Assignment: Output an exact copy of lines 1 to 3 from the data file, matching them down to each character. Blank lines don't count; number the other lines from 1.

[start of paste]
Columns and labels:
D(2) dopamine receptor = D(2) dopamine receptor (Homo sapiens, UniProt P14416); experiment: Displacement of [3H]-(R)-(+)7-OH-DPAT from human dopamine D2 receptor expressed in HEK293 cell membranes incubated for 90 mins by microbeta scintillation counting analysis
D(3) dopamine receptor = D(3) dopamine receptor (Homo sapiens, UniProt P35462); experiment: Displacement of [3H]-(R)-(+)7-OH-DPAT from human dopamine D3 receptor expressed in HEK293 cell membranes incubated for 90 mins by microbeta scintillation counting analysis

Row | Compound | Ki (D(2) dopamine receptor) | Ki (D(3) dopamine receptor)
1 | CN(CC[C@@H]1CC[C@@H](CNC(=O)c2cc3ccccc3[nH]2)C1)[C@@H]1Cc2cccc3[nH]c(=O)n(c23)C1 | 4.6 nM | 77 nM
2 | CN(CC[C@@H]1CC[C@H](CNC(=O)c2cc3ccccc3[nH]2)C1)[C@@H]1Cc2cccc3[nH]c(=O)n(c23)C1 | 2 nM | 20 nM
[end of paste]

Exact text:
Columns and labels:
D(2) dopamine receptor = D(2) dopamine receptor (Homo sapiens, UniProt P14416); experiment: Displacement of [3H]-(R)-(+)7-OH-DPAT from human dopamine D2 receptor expressed in HEK293 cell membranes incubated for 90 mins by microbeta scintillation counting analysis
D(3) dopamine receptor = D(3) dopamine receptor (Homo sapiens, UniProt P35462); experiment: Displacement of [3H]-(R)-(+)7-OH-DPAT from human dopamine D3 receptor expressed in HEK293 cell membranes incubated for 90 mins by microbeta scintillation counting analysis